Chris Collins is optimistic about the future of Northwestern basketball

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source: AP
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EVANSTON, IL — Northwestern finished 14-19 last season in head coach Chris Collins’ first season at the helm, but you would never tell the Wildcats had a losing record by the way Collins is brimming with enthusiasm over his program.

Although the Big Ten program located in the Chicago suburb of Evanston has a well-documented dry spell when it comes to the NCAA Tournament, Collins is hoping that his pedigree and hard work will pay off, as he sees Northwestern as a place where a winning program can be built.

“I think coming into it I was really excited, but you’re also a little bit nervous because you never really know fully what to expect until you’ve been through it. You live in a place for a year and you really get to know how to build it, and for me, I’m even more excited for our potential to build a competitive program after being here,” Collins told NBCSports.com

At the recent team camp held on Northwestern’s campus, Collins evaluated high school basketball prospects with his staff. His father, former NBA head coach Doug Collins, was also alongside of him through much of the afternoon.

When approached by players, coaches or parents at the camp, Collins maintained the same positive approach about the things that Northwestern has to offer: Big Ten basketball, a top-notch education and being in the near suburbs of one of the biggest basketball markets in the world.

Those selling points, along with Collins’ reputation from Duke and USA Basketball, helped Northwestern land a talented five-man class entering the 2014-15 season and he hopes to keep the ball rolling on the recruiting trail in year two.

“I felt like the response has been even more positive [since the first recruiting class],” Collins said. “People feel like we’re a program on the rise and our future is really bright. We’ve hopefully become an option for players that want to play in our market and be at a school that’s great academically where you can compete against the best every night.”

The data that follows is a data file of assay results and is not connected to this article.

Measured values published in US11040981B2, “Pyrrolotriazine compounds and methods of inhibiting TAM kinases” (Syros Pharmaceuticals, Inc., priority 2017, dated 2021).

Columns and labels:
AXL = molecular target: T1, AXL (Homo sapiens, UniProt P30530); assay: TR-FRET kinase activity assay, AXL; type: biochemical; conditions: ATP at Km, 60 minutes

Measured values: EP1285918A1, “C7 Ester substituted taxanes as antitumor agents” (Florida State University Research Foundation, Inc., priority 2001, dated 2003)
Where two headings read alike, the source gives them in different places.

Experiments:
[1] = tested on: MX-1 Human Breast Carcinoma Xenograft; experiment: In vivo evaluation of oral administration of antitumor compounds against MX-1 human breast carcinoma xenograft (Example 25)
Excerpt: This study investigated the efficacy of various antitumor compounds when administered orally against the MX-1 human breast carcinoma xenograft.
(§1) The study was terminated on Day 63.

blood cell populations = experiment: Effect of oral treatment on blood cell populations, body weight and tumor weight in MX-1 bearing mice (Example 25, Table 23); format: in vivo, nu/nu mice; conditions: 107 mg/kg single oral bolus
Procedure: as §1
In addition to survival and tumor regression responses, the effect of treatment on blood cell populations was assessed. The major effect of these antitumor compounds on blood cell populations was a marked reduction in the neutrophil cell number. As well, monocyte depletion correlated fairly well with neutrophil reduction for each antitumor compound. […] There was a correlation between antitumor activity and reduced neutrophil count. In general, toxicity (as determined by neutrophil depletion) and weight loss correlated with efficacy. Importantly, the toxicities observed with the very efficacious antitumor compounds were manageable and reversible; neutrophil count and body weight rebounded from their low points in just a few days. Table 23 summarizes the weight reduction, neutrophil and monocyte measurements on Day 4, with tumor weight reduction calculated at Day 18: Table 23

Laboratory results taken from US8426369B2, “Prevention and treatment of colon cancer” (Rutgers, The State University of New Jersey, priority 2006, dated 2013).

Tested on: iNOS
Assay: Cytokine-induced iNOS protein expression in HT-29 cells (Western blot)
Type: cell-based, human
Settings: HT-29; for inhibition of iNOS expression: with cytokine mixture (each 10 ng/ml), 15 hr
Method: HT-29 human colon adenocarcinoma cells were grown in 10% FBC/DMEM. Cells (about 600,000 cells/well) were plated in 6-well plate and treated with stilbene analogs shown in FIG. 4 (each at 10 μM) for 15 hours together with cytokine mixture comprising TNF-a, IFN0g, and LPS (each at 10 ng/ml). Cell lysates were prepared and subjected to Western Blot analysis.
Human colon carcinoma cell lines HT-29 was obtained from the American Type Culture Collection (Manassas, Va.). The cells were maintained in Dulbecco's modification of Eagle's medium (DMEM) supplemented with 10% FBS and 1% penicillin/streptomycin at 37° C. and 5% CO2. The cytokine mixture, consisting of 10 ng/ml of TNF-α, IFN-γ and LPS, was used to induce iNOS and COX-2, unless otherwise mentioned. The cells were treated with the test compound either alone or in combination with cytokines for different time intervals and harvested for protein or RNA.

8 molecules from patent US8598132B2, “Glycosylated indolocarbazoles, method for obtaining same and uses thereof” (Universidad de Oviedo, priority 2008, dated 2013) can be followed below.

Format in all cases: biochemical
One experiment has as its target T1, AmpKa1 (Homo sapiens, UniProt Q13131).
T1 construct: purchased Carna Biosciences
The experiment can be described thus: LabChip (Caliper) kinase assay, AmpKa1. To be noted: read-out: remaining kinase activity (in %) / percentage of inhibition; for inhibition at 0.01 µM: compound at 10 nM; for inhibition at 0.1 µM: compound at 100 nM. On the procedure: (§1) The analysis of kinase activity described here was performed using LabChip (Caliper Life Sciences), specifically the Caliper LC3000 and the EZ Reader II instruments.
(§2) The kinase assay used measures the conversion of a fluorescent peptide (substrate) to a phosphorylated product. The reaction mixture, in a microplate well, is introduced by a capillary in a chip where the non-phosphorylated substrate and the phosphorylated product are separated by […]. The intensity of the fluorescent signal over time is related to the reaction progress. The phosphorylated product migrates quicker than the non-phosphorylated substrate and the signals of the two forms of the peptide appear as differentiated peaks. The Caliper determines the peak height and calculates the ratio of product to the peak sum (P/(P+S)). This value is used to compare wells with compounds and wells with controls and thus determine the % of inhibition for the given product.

On paper, Northwestern’s 2013-14 season doesn’t look particularly good. At 6-12, the Wildcats finished tied for 10th in the Big Ten with Penn State, but Collins took over a situation where his team had to adjust from Bill Carmody’s Princeton-style offense while also lacking enough healthy bodies to compete on a day-to-day basis.

But Northwestern still had some impressive wins — including a win at Wisconsin and over Iowa in the first round of the Big Ten Tournament — and the team never stopped fighting and playing hard. “Our toughness on the floor; our competitiveness. Those are things that you can carry on each year,” Collins said.

Last season, Collins had only 10 players to work with in practice and this year he has more of a complete roster to work with. That roster will also be adjusted to the way Collins wants to play.

“Last year we only had 10 guys and that’s not a lot of bodies. Now we’re up to 13 guys, I feel like we have more options. The competition level in practice I think is going to go way up,” Collins said. “Coming in last year, even though we had a lot of veteran players, it felt like they were newcomers again. I feel like I have six veterans coming back now that understand things and can really help our young players.”

Collins has seen the positive vibes on the recruiting trail pay off, but now he’s in for another season where he has to play a lot of young players and players that lack Big Ten experience. Although he spent his playing career and much of his college coaching career in the ACC, Collins has a new respect for the Big Ten after spending a season on the bench.

“The thing I’ll say about being in the Big Ten, as much as I respected it coming in, I have even a greater respect for the level of coaching we have in this conference,” Collins said. “There wasn’t a game we played out of 18 games where you didn’t have a well-coached team that was prepared and scouted and have good players and wasn’t ready to play. I think top-to-bottom, you’d be hard-pressed to find a better league in terms of coaching.”

Northwestern will continue to build slowly, as they look to make a postseason appearance under Collins, and the question will always be asked about the Wildcats’ chances to make the NCAA Tournament. Collins realizes that he’ll face the additional pressure of coaching at a school that’s never made an NCAA Tournament appearance despite playing in the Big Ten since 1953 and his goal isn’t just to make one trip to March Madness. Collins wants to regularly take Northwestern to the NCAA Tournament.

“To me, it’s not an “if” it’s a “when.” My goal is not to be a team that makes the NCAA Tournament, my goal is to be a team that consistently makes the NCAA Tournament,” Collins said. “Now, you can’t skip steps, and the first step is getting there for the first time, but I welcome expectations. I come from a situation at Duke where if we lost one game, it’s all that was talked about nationally for about a week. My dad was a pro athlete; eyes have always been on me. I feel like when it comes to expectations, and all of those things, I’m kind of immune to it because I have my own expectations and I hold myself to my own standard — and it’s a high one. So I don’t let that outside influence affect me in any way.”